Does that count as mist? Or maybe it’s fog? Or – hang on – maybe this isn’t one of the weather emojis. This is ‘空气污染’ – or ‘air sewage’, one of the biggest problems facing rapidly industrialising modern China. At first glance, it may appear that it’s just the problem of big smelly factories, but that’s not all that’s coming into play here.
The high mountains around the Beijing area which gave original settlers protection are the real root why it is so bad here. These mountains block diffusion of the haze, which in turn traps a layer of haze inside the already smoggy city, due to the exponential rise in the use of cars (next week is Part 2 of the ‘Freedom of the Air’ series – watch this space!).
The pollution is there, and the pollution is dangerous. It’s estimated that nearly 1.6 million deaths a year are connected to air pollution, which is approximately 3 people every minute. Pollution is on high alert, and the government graphs are going down – but is the air clearing?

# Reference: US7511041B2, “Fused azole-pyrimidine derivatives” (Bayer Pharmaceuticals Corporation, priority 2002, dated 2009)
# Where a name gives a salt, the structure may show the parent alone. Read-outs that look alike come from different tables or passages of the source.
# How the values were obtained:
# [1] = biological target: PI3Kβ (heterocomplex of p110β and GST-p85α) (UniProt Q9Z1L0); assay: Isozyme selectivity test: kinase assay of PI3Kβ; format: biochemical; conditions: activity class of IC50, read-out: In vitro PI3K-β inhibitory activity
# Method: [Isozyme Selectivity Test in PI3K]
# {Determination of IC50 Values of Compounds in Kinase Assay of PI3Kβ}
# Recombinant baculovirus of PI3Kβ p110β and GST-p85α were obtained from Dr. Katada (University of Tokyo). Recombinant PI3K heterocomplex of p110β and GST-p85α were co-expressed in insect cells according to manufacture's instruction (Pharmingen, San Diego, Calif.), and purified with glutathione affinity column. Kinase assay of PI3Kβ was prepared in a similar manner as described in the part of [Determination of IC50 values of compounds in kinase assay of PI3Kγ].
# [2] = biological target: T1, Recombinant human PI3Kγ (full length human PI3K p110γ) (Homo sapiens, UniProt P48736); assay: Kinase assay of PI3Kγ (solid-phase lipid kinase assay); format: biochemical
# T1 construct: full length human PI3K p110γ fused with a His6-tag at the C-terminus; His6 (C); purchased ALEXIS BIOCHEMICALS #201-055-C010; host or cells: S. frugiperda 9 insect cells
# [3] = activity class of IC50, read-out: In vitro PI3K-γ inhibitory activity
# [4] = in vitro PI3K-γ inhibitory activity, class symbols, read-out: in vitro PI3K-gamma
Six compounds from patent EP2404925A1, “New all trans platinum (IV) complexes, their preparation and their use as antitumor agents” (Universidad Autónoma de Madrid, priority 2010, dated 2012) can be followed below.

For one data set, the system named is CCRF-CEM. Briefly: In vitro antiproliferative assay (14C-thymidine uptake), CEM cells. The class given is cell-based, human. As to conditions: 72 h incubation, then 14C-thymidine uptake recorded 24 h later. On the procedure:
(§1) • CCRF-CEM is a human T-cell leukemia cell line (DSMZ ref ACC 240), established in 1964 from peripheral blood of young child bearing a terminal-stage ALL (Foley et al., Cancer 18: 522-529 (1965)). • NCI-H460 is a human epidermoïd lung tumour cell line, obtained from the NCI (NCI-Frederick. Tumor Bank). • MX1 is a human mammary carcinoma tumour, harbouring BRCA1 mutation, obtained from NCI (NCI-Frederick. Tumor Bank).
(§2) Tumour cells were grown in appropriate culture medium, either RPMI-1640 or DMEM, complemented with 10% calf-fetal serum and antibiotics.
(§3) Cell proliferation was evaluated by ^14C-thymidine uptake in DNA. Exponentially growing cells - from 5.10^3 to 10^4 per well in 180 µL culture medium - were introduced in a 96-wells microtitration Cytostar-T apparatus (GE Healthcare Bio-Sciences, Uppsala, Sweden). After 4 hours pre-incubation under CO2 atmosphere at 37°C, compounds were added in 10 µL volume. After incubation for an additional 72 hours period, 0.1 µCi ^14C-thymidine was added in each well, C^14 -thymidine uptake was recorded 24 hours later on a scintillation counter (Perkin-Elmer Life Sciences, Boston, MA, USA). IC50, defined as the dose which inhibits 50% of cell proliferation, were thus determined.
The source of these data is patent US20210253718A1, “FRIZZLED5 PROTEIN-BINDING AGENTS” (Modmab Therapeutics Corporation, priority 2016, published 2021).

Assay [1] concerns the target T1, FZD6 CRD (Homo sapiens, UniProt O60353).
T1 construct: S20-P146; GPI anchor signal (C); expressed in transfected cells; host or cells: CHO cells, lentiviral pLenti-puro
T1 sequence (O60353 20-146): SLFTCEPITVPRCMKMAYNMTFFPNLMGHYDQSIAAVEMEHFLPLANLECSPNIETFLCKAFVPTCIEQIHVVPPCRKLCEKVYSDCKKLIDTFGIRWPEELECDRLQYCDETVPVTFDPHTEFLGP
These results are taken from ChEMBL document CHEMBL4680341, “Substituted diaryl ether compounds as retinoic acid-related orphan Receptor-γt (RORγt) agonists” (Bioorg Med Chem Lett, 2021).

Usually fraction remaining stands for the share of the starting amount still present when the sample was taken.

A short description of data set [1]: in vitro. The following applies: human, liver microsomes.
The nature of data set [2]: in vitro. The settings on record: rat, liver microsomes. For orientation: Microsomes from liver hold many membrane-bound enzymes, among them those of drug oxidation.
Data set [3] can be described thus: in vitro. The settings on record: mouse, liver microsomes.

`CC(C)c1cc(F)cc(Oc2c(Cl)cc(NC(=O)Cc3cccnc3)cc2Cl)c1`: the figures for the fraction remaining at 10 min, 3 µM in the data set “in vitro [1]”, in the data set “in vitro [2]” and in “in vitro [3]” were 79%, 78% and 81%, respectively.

In 2007, many iron and steel were moved out of Beijing in an effort to reduce air pollution for visitors to the 2008 Olympics. After 2008 though, many larger factories replaced them, creating an impossibly polluted area for the residents of Songting. Over the last week, residents have been protesting up against the gates of the factories – but there is no response from the higher powers, just a continued belch of smoke.
The government are trying to save face. Last year, they ordered the closure of 30 half-built coal fired power stations, yet workers report that the construction is ongoing. The pollution – and the people – are reaching breaking point, so what on earth are the government doing?
Leave your thoughts below.
Things I learned this week:
- The fog and mist debate has been totally blown out of the water by air pollution
- It’s always the mountains’ fault. Blame the mountains.
- Olympians can’t live in smog for two weeks, but residents can for years on end.
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